State Sen. Chris Brown sent a letter to Gov. Phil Murphy Monday formally asking state government to provide Atlantic County with 13.5 percent of the payments in lieu of property taxes that Atlantic City casinos pay the resort every year.
Brown, R-Atlantic, was elected to the state Senate in November after campaigning on the promise he would fight to get Atlantic County its promised share of the PILOT money.
“All along, I have said we should not right-size the city’s budget off the backs of Atlantic County families,” Brown said in the letter. “That is why we were all very disappointed when Gov. (Chris) Christie broke his promise by failing to provide the 13.5% in property tax relief. As I informed (Murphy Deputy Chief of Staff Joe Kelley), this amounts to $4 million a year in property tax relief for our local families and retirees.”
The issue over the PILOT money has been a persistent problem for the county and its taxpayers for nearly two years. The casinos were placed into the PILOT for 10 years when the state passed a package of bills in 2016 that included the state takeover of Atlantic City.
When the package was passed, the county had a handshake deal with Christie that it would receive 13.5 percent of the PILOT money annually. Instead, it has only received 10.4 percent.
The county has since sued the state, arguing the PILOT is unconstitutional and that it should be repealed.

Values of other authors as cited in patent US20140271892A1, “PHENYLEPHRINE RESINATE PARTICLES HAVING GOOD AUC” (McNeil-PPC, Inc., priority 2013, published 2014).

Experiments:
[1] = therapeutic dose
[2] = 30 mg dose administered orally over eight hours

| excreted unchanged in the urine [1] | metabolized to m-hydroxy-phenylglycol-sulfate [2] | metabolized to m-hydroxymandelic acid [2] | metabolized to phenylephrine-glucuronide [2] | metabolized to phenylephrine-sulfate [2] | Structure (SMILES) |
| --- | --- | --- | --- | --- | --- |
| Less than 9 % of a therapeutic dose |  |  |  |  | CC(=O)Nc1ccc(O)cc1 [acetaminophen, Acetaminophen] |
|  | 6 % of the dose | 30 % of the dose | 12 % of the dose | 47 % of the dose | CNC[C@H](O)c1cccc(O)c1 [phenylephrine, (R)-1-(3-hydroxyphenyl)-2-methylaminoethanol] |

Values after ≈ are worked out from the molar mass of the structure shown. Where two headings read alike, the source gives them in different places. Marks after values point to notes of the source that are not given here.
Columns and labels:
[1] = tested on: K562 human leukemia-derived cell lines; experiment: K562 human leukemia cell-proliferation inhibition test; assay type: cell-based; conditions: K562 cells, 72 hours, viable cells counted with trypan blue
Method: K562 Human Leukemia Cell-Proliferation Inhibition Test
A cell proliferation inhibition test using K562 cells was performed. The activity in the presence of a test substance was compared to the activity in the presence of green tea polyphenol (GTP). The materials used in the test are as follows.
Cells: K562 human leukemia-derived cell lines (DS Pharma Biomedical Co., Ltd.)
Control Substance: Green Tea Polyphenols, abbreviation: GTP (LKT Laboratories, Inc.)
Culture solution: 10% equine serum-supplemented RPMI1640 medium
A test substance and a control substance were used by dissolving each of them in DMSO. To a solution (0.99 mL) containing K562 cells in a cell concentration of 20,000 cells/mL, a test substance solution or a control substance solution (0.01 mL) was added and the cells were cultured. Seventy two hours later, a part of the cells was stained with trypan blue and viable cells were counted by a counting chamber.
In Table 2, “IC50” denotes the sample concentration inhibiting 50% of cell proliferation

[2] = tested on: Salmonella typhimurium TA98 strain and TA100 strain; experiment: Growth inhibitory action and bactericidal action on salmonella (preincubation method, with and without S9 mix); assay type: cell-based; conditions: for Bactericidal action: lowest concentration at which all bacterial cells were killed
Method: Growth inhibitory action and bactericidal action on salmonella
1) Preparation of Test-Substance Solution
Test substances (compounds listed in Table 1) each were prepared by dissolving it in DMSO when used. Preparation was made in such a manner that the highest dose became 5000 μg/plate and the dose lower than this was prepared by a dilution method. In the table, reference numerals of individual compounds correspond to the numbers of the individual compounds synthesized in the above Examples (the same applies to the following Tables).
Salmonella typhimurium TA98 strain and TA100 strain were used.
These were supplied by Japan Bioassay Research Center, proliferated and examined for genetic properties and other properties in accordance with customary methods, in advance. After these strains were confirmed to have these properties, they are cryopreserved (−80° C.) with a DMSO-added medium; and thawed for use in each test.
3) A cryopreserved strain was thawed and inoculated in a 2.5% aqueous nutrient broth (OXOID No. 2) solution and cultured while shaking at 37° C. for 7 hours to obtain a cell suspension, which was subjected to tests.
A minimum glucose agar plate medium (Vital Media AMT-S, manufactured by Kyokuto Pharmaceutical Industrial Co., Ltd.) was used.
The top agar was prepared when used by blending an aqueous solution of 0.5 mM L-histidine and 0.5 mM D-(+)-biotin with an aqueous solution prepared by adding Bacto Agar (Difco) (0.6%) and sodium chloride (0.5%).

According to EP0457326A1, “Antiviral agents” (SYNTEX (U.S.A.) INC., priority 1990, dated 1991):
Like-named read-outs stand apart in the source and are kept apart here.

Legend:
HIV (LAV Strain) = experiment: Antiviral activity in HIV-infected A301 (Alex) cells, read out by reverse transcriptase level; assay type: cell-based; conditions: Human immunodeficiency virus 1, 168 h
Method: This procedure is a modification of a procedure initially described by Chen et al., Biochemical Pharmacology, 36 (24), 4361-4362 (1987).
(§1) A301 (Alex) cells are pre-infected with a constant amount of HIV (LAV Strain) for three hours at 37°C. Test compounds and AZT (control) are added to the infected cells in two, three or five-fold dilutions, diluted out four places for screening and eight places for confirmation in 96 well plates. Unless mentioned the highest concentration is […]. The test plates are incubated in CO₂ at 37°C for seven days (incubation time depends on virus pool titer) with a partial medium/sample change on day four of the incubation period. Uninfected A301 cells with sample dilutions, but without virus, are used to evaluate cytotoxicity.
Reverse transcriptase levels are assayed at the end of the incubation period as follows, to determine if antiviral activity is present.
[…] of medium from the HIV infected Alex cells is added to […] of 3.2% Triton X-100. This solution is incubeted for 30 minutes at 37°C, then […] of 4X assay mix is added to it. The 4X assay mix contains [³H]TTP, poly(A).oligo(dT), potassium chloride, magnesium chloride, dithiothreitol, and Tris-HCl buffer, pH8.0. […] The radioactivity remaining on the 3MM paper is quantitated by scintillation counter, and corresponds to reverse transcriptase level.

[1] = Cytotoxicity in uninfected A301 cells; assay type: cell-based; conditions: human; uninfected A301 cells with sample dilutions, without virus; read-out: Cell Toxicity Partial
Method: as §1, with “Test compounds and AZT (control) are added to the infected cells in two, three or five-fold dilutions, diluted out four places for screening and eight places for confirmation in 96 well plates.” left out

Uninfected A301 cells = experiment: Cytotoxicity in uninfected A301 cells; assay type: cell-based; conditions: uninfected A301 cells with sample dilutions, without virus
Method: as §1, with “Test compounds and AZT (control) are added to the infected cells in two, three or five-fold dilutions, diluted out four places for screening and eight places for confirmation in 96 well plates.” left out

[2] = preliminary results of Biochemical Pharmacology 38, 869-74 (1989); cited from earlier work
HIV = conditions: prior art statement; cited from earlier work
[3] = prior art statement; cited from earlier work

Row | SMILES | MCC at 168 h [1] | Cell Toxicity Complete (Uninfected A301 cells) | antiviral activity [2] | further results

Last year the county lost about $5 million in tax revenue from Atlantic City despite receiving about $100,000 more from the casinos than it did in 2016, according to previous press reports. The county lost revenue because the casinos were taken out of the tax base, thus devaluing the whole town.
This year, the total payments from casinos will increase $10 million, from $120 million to $130 million, so the county will receive more money whether it gets 10.4 percent or 13.5 percent.
Still, taking casinos out of the tax base under the PILOT legislation resulted in a loss of $3.2 billion in ratables.
The tax bill for Atlantic City, including the casinos, was $24.9 million in 2016 before the PILOT. In 2017, that same tax bill was $19.9 million, according to previous reports.
Other municipalities across Atlantic County saw a county tax increase in 2017 as a result of the shortfall in the Atlantic City tax bill. Atlantic City residents, meanwhile, saw a county tax decrease because the town was devalued.
In 2017, the average homeowner in Atlantic City saw his or her county tax bill drop by $418. Every other town in Atlantic County, excluding Port Republic, had an increase in the county tax bill, ranging from $50 to $574, according to previous Press reports.
Port Republic was spared a county tax increase because it also fell in value unrelated to the PILOT payments.
“Your administration has an opportunity to right this wrong by following through on the promise of 13.5 percent, which everyone, including the bipartisan Atlantic County Board of Chosen Freeholders and the bipartisan Atlantic County Mayors Association, supports,” Brown wrote.
Murphy can authorize the 13.5 percent payment to the county either through legislation sponsored by Brown or by the powers granted to the state under that state takeover law.
Read the full article at The Press of Atlantic City.